Ragtime

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Ragtime (alternately spelled rag-time)[1] is an original musical genre which enjoyed its peak popularity between 1897 and 1918.[2] Its main characteristic trait is its syncopated, or "ragged," rhythm.[2] It began as dance music in the red-light districts of American cities such as St. Louis and New Orleans years before being published as popular sheet music for piano.[3][4] It was a modification of the march made popular by John Philip Sousa, with additional polyrhythms coming from African music.[5] The ragtime composer Scott Joplin became famous through the publication in 1899 of the "Maple Leaf Rag" and a string of ragtime hits that followed, although he was later forgotten by all but a small, dedicated community of ragtime aficionados until the major ragtime revival in the early 1970s.[6][7] For at least 12 years after its publication, the "Maple Leaf Rag" heavily influenced subsequent ragtime composers with its melody lines, harmonic progressions or metric patterns.[8]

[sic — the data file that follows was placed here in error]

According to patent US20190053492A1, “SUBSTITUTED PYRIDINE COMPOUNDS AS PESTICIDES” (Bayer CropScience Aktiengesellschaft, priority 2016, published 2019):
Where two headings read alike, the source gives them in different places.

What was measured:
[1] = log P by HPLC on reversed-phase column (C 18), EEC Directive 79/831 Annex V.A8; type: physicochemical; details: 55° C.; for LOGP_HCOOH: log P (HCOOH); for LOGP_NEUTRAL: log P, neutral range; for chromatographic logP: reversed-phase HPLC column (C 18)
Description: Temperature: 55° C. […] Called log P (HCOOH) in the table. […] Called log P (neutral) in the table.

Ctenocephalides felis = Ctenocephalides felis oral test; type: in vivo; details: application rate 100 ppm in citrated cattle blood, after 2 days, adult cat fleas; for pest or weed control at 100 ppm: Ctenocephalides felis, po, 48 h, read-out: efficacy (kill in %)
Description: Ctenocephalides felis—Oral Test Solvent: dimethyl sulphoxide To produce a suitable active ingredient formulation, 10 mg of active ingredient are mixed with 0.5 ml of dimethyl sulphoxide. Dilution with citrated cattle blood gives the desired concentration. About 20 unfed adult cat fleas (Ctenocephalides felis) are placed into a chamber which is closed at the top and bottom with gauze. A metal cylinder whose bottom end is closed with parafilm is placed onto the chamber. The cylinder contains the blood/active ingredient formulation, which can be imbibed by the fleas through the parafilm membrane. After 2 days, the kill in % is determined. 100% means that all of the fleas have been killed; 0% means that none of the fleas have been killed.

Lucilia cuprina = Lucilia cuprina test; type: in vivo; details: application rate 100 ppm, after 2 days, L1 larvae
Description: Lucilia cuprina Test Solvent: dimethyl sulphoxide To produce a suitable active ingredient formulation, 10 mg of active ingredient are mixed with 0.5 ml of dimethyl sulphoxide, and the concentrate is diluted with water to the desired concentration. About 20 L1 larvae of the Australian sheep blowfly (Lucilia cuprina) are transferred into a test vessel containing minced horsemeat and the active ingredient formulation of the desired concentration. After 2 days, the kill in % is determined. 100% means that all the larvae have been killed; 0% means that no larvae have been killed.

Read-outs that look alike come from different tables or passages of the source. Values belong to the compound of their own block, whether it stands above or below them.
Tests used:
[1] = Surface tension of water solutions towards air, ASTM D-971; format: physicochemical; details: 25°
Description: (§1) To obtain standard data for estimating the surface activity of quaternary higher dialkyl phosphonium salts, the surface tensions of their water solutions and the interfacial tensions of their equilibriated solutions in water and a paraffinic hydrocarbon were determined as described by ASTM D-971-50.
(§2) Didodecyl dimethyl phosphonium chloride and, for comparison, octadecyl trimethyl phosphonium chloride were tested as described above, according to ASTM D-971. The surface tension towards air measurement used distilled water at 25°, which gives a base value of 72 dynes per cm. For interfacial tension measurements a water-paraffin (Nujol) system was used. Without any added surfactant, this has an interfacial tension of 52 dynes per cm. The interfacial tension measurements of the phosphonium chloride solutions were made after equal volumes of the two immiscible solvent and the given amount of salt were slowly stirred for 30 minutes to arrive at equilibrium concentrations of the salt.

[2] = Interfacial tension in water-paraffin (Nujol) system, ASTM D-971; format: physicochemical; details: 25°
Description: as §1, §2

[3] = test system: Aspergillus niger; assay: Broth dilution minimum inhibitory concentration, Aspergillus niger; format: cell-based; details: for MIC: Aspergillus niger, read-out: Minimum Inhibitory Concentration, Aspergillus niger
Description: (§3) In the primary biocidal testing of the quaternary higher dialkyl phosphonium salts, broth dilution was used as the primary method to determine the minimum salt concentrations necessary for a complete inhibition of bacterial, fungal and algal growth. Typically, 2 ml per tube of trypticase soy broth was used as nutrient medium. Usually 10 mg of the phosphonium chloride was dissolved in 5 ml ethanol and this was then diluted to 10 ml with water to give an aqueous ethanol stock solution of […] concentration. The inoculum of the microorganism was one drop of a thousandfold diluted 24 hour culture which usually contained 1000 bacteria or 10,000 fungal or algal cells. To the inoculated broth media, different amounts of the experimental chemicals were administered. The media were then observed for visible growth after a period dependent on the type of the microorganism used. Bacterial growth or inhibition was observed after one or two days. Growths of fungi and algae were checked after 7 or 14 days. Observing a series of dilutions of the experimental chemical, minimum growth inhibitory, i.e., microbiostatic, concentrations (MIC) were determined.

Ragtime fell out of favor as jazz claimed the public's imagination after 1917, but there have been numerous revivals since as the music has been re-discovered. First in the early 1940s many jazz bands began to include ragtime in their repertoire and put out ragtime recordings on 78 RPM records. A more significant revival occurred in the 1950s as a wider variety of ragtime styles of the past were made available on records, and new rags were composed, published, and recorded. In 1971 Joshua Rifkin brought out a compilation of Scott Joplin's work which was nominated for a Grammy Award,[9] and in 1973, the motion picture The Sting brought ragtime to a wide audience with its soundtrack of Joplin tunes. Subsequently the film's rendering of Joplin's 1902 rag "The Entertainer" was a top 40 hit in 1974.

Ragtime (with Joplin's work in the forefront) has been cited as an American equivalent of minuets by Mozart, mazurkas by Chopin, or Waltzes by Brahms.[10] Ragtime influenced Classical composers including Claude Debussy and Igor Stravinsky.[11]

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